The consequences of a child abuse conviction in Colorado is very serious. It’s important to know your rights and have a child abuse attorney on your side of the law to protect your freedom and reputation.
There are several different definitions of child abuse in Colorado. Generally speaking, a person is guilty of child abuse if the person causes injury to a child, or harms the child’s health. A person can also be guilty of child abuse even when there is no injury, so long as the person allows the child to be placed in danger of injury or harm to the child’s health.
A person can also be found guilty if they continually cause malnourishment, lack of medical care, punishment, or cause an accumulation of injuries if such treatment results in serious bodily injury, or death, to the child. It is not a defense to any of the above definitions of Child Abuse that the treatment of the child was part of a religious ritual or custom.
A person can also be charged with Child Abuse if a child is present when the defendant is alleged to have committed an act of Domestic Violence, even if the child was not involved in the altercation in any way. If the child was able to see or hear any aspect of the domestic violence incident, then the defendant can be charged with Child Abuse in addition to the domestic violence charges themselves. Getting a DUI charge when a child is in the car will also likely lead to charges.
It is also Child Abuse to manufacture a controlled substance anywhere in which a child is present. Likewise, a person can be guilty simply by allowing a child to be present in a location where the manufacture of a controlled substance is underway, even if the defendant was not involved in the manufacture process.
The right of a spouse not to testify against another spouse, does not apply to Child Abuse cases. This means that the defendant’s spouse can be forced to testify against him or her in a trial for this charge.
Penalties for Child Abuse can vary greatly depending on the facts of the case, and whether or not death or injury to the child resulted. As you will see, the mental state of the defendant has a significant effect on what degree of crime has been committed. When a defendant acts knowingly or recklessly, the crime is more severe than if the defendant acted negligently.
In cases where the child was injured, or died:
- If the defendant acted knowingly or recklessly, and the child died, it is a class 2 felony.
- If the defendant acted negligently, and the child died, it is a class 3 felony.
- If the defendant acted knowlingly or recklessly, and the child was seriously injured, it is a class 3 felony.
- If the defendant acted negligently, and caused serious injury, it is a class 4 felony.
- If there was injury to the child, but the injury was not serious, then it is a class 1 misdemeanor when the defendant acted knowingly or recklessly; it is a class 2 misdemeanor if the defendant was acting negligently.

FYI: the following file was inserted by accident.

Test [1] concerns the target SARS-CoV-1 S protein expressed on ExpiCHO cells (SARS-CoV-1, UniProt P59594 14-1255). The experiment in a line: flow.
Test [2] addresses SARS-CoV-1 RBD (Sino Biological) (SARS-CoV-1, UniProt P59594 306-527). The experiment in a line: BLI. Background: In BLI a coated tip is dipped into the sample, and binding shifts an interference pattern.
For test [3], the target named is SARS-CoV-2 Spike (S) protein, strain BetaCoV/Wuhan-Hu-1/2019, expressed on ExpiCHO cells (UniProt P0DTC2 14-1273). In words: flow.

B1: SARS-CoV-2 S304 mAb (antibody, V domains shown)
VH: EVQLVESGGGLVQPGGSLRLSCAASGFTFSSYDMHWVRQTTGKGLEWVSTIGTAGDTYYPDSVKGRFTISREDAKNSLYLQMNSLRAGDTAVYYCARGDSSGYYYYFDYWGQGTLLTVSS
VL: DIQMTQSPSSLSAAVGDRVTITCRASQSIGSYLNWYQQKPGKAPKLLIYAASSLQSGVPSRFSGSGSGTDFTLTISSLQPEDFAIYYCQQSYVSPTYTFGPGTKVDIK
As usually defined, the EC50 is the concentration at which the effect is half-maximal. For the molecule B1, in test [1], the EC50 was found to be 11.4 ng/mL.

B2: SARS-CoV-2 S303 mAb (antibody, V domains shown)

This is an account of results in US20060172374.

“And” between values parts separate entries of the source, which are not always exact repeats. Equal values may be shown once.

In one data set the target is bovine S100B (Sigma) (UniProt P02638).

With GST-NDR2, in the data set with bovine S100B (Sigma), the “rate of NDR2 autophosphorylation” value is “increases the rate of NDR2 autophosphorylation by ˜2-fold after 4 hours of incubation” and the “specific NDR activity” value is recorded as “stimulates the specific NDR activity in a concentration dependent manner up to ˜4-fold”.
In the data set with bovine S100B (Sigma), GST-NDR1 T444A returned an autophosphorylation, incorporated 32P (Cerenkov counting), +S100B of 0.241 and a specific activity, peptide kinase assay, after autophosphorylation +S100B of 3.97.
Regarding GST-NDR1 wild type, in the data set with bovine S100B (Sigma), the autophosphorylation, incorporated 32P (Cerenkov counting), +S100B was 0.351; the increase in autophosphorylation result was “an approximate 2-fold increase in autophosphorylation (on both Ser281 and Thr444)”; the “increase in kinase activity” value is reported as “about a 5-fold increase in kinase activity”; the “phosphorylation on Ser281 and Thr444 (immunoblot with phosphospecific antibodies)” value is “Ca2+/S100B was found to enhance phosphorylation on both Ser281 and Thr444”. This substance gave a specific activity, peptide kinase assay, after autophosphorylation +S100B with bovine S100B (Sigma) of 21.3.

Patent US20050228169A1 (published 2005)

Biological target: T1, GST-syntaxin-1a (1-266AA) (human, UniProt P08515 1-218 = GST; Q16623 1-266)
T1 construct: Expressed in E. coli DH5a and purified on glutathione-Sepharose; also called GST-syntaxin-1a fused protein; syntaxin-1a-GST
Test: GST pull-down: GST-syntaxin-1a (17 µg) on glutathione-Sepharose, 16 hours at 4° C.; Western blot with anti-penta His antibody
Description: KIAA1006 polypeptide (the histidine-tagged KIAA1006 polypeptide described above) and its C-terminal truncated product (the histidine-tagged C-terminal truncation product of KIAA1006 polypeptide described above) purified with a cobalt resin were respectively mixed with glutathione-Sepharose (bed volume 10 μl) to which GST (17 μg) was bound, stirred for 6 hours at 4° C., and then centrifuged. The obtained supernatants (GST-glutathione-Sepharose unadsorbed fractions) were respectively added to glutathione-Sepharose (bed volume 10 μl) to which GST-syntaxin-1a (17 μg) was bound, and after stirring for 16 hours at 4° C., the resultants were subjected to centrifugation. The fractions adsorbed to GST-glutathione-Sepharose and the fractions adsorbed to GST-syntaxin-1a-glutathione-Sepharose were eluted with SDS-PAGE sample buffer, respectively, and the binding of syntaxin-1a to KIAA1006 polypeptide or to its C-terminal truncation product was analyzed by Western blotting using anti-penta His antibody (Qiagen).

In cases where the child was not injured:
- If the defendant acted knowingly or recklessly, it is a class 2 misdemeanor.
- If the defendant acted negligently, is a class 3 misdemeanor.
Prior convictions for Child Abuse can elevate the seriousness of the crime charged. For example, a simple negligent act that does not actually result in any injury, can be elevated to a class 5 felony of the defendant has a prior conviction for Child Abuse.
Leaving Child Unattended in a Vehicle
Leaving a child unattended in a vehicle is a very common reason for people to be charged with child abuse. This type of case is often depicted in news media. Simply because the child was left in a vehicle does not, by itself, constitute Child Abuse. All of the facts of the situation must be considered, such as how long the child was left in the vehicle or the weather conditions, as examples.
Penalties for Child Abuse in Colorado
Penalties for Child Abuse in Colorado, like for all other crimes, are based on the degree of offense. For example, when a defendant acted knowingly or recklessly, and this caused the death of the child, it is a class 2 felony (see above), which carries a presumptive prison sentence of 8 to 24 years. If the judge were to find exceptional aggravation in the case, the sentence could be increased to 48 years.
In order to determine the possible penalty in a specific case, please determine the level of misdemeanor or felony that has been charged, and refer to our Sentencing page. Keep in mind that Child Abuse is considered to be an Extraordinary Risk Crime in the State of Colorado, which increases the maximum sentence for each crime level.
Mandatory Prison Sentences
If the person acted “knowlingly” or “recklessly,” and is found guilty of a class 2 or 3 felony, there is a mandatory prison sentence. The judge will have no discretion to sentence the defendant to anything less than the midpoint of the presumptive range. For example, if a person is convicted of acting recklessly and causing serious injury to a child, prison is mandatory, and the minimum sentence would be 8 years in prison (the midpoint of the 4 to 12 year range for an F3, or class three felony).
Child Protective Services
Denver Child Protective Services, also commonly called “Social Services,” may become involved with a family when there are allegations of child abuse. If you are charged with such a crime, beware that statements that you make to Child Protective Services can be used in the Denver child abuse criminal case against you. This creates a difficult predicament for the person that has been charged, since on one hand they want to be compliant with the Child Protective Services investigation, while at the same time, they want to exercise their right to remain silent under the Fifth Amendment. From the perspective of your criminal defense case, it is crucial that you do not make any statements to the Denver police detectives, or to Child Protective Services.